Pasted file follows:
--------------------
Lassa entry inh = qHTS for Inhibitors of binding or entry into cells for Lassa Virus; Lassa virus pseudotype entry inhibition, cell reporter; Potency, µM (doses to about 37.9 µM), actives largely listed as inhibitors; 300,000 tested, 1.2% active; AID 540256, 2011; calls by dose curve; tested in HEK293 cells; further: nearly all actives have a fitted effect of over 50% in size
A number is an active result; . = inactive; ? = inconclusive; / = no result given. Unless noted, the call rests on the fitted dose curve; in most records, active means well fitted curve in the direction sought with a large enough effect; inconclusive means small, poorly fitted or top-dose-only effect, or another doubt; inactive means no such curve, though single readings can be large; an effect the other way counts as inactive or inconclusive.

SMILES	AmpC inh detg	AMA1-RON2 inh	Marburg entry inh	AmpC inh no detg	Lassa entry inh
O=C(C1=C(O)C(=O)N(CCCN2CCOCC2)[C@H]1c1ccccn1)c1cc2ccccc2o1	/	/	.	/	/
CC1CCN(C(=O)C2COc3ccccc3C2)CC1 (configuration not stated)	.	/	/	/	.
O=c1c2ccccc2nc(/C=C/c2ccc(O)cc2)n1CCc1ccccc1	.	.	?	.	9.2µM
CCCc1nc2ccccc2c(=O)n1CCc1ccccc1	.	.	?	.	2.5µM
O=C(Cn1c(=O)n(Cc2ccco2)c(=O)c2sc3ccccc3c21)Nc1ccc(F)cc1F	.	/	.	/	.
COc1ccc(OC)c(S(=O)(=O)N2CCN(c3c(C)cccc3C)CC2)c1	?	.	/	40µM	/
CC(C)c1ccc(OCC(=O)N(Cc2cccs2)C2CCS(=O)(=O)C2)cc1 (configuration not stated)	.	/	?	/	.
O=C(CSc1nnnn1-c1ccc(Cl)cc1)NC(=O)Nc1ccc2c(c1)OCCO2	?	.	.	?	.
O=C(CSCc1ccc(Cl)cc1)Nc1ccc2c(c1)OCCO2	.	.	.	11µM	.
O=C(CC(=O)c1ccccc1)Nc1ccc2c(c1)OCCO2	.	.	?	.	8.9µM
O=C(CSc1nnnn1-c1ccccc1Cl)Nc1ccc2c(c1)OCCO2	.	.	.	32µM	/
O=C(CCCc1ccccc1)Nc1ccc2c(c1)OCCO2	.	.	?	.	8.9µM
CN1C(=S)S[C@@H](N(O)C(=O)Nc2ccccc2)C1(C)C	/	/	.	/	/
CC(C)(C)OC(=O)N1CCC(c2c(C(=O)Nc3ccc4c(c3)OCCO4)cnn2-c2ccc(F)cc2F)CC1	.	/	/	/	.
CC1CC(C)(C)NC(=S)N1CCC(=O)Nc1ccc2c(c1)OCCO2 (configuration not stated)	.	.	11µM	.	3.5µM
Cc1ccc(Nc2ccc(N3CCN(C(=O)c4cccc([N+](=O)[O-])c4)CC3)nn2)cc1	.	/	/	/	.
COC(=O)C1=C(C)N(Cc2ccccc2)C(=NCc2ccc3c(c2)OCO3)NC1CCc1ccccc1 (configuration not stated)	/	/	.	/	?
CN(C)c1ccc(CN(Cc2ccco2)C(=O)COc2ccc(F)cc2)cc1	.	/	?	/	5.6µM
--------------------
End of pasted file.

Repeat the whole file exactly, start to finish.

Lassa entry inh = qHTS for Inhibitors of binding or entry into cells for Lassa Virus; Lassa virus pseudotype entry inhibition, cell reporter; Potency, µM (doses to about 37.9 µM), actives largely listed as inhibitors; 300,000 tested, 1.2% active; AID 540256, 2011; calls by dose curve; tested in HEK293 cells; further: nearly all actives have a fitted effect of over 50% in size
A number is an active result; . = inactive; ? = inconclusive; / = no result given. Unless noted, the call rests on the fitted dose curve; in most records, active means well fitted curve in the direction sought with a large enough effect; inconclusive means small, poorly fitted or top-dose-only effect, or another doubt; inactive means no such curve, though single readings can be large; an effect the other way counts as inactive or inconclusive.

SMILES	AmpC inh detg	AMA1-RON2 inh	Marburg entry inh	AmpC inh no detg	Lassa entry inh
O=C(C1=C(O)C(=O)N(CCCN2CCOCC2)[C@H]1c1ccccn1)c1cc2ccccc2o1	/	/	.	/	/
CC1CCN(C(=O)C2COc3ccccc3C2)CC1 (configuration not stated)	.	/	/	/	.
O=c1c2ccccc2nc(/C=C/c2ccc(O)cc2)n1CCc1ccccc1	.	.	?	.	9.2µM
CCCc1nc2ccccc2c(=O)n1CCc1ccccc1	.	.	?	.	2.5µM
O=C(Cn1c(=O)n(Cc2ccco2)c(=O)c2sc3ccccc3c21)Nc1ccc(F)cc1F	.	/	.	/	.
COc1ccc(OC)c(S(=O)(=O)N2CCN(c3c(C)cccc3C)CC2)c1	?	.	/	40µM	/
CC(C)c1ccc(OCC(=O)N(Cc2cccs2)C2CCS(=O)(=O)C2)cc1 (configuration not stated)	.	/	?	/	.
O=C(CSc1nnnn1-c1ccc(Cl)cc1)NC(=O)Nc1ccc2c(c1)OCCO2	?	.	.	?	.
O=C(CSCc1ccc(Cl)cc1)Nc1ccc2c(c1)OCCO2	.	.	.	11µM	.
O=C(CC(=O)c1ccccc1)Nc1ccc2c(c1)OCCO2	.	.	?	.	8.9µM
O=C(CSc1nnnn1-c1ccccc1Cl)Nc1ccc2c(c1)OCCO2	.	.	.	32µM	/
O=C(CCCc1ccccc1)Nc1ccc2c(c1)OCCO2	.	.	?	.	8.9µM
CN1C(=S)S[C@@H](N(O)C(=O)Nc2ccccc2)C1(C)C	/	/	.	/	/
CC(C)(C)OC(=O)N1CCC(c2c(C(=O)Nc3ccc4c(c3)OCCO4)cnn2-c2ccc(F)cc2F)CC1	.	/	/	/	.
CC1CC(C)(C)NC(=S)N1CCC(=O)Nc1ccc2c(c1)OCCO2 (configuration not stated)	.	.	11µM	.	3.5µM
Cc1ccc(Nc2ccc(N3CCN(C(=O)c4cccc([N+](=O)[O-])c4)CC3)nn2)cc1	.	/	/	/	.
COC(=O)C1=C(C)N(Cc2ccccc2)C(=NCc2ccc3c(c2)OCO3)NC1CCc1ccccc1 (configuration not stated)	/	/	.	/	?
CN(C)c1ccc(CN(Cc2ccco2)C(=O)COc2ccc(F)cc2)cc1	.	/	?	/	5.6µM